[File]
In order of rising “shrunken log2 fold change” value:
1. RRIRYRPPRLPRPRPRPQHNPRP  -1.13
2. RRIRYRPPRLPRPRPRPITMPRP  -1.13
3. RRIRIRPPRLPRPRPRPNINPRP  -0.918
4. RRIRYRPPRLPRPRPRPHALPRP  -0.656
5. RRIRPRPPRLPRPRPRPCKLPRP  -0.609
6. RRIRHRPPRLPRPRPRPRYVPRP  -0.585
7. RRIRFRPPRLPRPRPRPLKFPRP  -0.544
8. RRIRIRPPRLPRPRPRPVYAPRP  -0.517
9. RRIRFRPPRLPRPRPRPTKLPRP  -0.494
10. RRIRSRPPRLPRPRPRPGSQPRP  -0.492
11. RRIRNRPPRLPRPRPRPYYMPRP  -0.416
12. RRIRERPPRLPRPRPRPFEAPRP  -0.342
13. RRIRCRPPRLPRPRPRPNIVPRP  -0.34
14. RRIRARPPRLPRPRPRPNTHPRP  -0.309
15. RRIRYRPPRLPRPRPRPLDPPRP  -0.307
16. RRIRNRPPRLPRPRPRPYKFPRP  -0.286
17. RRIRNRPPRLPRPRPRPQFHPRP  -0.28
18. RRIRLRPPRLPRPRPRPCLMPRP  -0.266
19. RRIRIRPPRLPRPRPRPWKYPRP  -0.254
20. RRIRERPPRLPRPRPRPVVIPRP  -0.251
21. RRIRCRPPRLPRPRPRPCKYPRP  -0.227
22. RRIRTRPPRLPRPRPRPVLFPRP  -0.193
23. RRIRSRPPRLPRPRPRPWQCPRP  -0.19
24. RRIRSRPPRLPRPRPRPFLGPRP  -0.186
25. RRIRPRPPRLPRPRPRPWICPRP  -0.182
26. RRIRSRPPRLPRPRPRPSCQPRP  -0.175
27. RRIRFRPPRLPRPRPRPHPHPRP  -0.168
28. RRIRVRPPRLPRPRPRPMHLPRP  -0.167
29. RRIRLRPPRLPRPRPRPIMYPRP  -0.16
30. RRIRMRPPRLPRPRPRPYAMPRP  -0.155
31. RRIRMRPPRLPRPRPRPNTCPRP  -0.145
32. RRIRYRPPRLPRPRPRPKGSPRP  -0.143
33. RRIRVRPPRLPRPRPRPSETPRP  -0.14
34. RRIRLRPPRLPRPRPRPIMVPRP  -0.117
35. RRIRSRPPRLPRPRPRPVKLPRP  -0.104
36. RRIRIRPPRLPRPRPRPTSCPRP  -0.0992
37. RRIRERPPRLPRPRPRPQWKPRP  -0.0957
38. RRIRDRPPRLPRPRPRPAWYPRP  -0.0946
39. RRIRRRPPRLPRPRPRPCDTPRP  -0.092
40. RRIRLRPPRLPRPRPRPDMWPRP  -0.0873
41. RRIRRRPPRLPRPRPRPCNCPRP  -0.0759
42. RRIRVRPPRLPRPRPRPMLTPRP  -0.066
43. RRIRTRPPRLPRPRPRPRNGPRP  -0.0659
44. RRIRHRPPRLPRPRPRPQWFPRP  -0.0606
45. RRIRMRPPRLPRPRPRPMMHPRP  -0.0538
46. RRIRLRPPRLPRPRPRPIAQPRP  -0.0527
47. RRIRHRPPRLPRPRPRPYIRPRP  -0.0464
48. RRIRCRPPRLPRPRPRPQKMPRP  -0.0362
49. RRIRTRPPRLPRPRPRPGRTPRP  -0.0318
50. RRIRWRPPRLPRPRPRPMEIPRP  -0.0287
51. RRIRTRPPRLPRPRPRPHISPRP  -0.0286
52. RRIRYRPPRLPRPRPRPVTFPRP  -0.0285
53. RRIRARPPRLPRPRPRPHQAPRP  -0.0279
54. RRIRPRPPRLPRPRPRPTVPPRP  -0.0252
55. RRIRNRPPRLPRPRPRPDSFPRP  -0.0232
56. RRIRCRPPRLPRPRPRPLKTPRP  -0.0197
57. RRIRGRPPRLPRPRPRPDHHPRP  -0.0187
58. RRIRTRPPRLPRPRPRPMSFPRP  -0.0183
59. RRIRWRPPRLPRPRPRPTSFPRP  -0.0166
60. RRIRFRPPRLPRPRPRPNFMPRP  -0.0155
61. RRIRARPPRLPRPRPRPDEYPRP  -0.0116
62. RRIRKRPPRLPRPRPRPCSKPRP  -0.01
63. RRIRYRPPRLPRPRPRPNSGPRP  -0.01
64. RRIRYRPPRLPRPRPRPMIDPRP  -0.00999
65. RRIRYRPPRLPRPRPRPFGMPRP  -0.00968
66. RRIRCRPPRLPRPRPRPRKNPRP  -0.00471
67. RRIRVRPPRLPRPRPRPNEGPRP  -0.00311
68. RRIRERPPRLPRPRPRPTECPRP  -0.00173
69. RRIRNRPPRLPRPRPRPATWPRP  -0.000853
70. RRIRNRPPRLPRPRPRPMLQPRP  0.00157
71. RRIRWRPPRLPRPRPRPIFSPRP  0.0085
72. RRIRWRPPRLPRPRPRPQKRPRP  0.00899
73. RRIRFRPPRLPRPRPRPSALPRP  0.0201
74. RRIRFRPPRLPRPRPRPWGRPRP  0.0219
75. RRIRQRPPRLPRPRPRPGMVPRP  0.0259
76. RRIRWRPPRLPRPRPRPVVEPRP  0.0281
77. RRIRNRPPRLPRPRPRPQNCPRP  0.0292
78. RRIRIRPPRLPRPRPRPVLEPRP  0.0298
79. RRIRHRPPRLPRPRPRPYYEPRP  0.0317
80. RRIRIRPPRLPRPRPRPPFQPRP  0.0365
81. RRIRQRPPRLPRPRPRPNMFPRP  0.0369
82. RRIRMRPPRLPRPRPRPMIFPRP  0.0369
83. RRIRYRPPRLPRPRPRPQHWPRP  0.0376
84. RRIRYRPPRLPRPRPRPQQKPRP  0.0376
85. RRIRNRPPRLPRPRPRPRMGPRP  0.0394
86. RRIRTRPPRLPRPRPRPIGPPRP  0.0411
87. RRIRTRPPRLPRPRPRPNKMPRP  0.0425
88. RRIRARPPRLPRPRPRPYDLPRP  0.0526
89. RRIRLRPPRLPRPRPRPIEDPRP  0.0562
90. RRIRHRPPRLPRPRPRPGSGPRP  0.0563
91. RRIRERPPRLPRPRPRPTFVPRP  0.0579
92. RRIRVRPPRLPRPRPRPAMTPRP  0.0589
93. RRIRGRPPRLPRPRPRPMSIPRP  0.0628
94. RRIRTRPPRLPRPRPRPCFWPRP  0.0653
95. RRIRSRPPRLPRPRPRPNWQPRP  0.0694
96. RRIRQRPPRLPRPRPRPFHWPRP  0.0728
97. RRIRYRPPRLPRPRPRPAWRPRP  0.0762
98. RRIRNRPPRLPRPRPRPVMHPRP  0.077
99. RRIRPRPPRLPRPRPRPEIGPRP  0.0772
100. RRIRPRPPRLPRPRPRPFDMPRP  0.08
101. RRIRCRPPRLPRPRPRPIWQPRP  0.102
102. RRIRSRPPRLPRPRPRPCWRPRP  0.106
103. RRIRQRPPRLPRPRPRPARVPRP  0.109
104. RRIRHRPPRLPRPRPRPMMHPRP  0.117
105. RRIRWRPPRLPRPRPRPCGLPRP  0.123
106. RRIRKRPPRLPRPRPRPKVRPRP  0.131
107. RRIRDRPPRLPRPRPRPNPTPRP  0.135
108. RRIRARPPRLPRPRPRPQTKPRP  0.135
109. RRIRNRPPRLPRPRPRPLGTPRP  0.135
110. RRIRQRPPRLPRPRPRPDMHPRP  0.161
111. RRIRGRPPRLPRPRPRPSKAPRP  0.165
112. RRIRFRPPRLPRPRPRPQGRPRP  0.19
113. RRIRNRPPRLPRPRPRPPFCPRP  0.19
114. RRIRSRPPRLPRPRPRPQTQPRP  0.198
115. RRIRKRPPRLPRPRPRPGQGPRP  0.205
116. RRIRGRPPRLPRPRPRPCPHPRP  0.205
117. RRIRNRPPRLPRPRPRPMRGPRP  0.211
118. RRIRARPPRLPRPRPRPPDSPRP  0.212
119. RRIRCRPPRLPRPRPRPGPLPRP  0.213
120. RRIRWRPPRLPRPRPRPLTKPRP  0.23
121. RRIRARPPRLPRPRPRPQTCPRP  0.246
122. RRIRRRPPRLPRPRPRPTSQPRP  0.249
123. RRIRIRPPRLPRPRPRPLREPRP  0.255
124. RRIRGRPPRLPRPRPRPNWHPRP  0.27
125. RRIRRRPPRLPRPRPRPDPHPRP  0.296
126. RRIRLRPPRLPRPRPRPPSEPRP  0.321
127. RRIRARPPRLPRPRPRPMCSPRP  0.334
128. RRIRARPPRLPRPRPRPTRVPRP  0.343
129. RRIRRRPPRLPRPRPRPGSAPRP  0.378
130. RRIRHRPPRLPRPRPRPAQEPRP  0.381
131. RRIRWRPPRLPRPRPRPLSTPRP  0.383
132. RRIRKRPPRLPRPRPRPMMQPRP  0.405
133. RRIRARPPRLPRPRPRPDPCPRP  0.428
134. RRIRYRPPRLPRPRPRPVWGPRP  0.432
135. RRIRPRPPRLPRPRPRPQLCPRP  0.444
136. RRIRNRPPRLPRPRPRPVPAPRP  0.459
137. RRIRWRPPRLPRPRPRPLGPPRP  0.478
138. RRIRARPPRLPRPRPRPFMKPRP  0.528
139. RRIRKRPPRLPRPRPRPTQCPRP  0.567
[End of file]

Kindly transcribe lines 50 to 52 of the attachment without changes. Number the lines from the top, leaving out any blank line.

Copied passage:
49. RRIRTRPPRLPRPRPRPGRTPRP  -0.0318
50. RRIRWRPPRLPRPRPRPMEIPRP  -0.0287
51. RRIRTRPPRLPRPRPRPHISPRP  -0.0286